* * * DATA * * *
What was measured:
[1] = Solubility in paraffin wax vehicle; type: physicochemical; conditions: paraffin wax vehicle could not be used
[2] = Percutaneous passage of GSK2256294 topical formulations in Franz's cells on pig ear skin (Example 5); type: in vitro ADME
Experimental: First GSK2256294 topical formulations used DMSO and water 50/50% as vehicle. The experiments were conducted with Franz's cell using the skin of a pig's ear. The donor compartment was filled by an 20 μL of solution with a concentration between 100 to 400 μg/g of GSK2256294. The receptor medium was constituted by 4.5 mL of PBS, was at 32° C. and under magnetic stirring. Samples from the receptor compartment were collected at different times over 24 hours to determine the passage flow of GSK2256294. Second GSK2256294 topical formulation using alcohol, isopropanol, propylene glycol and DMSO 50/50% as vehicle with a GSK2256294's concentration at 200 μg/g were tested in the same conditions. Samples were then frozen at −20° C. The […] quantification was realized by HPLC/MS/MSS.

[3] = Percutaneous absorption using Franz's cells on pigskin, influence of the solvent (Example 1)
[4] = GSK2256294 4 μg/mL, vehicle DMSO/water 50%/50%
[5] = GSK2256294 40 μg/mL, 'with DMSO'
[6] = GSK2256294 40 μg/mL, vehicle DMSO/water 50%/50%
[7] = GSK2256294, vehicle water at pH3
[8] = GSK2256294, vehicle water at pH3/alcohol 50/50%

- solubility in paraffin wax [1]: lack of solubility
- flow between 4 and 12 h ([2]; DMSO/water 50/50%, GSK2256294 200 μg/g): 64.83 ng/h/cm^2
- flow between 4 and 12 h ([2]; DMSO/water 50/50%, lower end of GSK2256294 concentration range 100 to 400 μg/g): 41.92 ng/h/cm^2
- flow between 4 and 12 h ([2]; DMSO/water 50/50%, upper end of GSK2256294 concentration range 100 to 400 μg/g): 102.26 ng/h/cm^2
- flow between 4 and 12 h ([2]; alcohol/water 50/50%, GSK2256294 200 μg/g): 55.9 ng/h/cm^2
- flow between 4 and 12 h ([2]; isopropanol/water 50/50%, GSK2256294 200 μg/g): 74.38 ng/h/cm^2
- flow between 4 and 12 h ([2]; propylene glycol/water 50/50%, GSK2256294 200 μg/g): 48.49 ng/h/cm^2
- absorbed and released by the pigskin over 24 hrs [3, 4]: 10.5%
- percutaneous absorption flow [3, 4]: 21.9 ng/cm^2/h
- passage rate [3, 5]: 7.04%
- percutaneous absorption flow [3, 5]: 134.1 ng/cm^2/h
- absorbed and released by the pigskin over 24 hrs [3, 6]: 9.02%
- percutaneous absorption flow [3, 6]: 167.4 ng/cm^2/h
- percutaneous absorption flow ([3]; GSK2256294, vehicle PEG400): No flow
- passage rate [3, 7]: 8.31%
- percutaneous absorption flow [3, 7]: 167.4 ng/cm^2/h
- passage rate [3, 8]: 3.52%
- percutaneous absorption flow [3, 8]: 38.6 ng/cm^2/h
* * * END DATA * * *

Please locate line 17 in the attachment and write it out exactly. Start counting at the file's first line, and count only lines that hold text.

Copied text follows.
- flow between 4 and 12 h ([2]; propylene glycol/water 50/50%, GSK2256294 200 μg/g): 48.49 ng/h/cm^2